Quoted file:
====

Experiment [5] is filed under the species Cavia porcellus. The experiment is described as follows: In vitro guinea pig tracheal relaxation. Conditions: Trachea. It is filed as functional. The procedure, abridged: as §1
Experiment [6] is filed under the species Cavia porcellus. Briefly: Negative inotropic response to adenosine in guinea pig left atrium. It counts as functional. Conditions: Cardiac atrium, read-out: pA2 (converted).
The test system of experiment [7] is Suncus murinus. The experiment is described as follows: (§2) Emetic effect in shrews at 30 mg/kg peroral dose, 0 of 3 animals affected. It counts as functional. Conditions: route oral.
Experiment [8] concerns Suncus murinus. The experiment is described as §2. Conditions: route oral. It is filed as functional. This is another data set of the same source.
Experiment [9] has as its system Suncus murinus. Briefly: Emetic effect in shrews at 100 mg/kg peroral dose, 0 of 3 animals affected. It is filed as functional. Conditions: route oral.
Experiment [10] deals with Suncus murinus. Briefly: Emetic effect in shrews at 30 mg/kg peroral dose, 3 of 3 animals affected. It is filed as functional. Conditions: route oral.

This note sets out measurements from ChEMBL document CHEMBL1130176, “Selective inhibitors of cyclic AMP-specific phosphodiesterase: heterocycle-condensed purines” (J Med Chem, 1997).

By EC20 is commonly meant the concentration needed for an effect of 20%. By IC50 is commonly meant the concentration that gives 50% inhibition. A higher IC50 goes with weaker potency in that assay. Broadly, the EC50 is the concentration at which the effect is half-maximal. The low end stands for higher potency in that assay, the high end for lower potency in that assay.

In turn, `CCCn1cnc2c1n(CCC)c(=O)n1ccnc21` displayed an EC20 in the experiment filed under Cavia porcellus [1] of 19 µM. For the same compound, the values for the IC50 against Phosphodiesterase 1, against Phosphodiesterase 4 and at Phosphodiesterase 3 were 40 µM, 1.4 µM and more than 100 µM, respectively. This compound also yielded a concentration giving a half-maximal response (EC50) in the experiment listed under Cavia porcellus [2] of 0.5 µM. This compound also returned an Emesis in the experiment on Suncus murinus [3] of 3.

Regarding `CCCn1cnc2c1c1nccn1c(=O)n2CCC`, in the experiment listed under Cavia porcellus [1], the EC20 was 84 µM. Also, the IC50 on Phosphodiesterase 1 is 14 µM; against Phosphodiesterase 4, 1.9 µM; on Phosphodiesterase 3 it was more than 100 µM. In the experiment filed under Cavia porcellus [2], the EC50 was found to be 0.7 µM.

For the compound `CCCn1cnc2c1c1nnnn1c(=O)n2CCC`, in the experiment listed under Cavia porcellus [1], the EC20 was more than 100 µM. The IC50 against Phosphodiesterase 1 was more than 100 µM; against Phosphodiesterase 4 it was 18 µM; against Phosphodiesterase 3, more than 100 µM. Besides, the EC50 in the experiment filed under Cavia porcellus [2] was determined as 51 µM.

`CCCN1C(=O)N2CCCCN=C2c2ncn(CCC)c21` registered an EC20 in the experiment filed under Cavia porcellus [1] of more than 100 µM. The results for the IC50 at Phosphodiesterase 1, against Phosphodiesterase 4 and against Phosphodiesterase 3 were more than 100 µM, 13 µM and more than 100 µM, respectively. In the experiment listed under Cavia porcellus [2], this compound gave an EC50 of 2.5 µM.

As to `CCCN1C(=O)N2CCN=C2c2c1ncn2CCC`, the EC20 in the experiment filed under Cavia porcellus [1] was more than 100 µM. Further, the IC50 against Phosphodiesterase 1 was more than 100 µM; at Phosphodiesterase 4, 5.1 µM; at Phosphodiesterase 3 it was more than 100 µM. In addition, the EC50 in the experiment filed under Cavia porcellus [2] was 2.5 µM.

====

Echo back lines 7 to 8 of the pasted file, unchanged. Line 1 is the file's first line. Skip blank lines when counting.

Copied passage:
This note sets out measurements from ChEMBL document CHEMBL1130176, “Selective inhibitors of cyclic AMP-specific phosphodiesterase: heterocycle-condensed purines” (J Med Chem, 1997).

By EC20 is commonly meant the concentration needed for an effect of 20%. By IC50 is commonly meant the concentration that gives 50% inhibition. A higher IC50 goes with weaker potency in that assay. Broadly, the EC50 is the concentration at which the effect is half-maximal. The low end stands for higher potency in that assay, the high end for lower potency in that assay.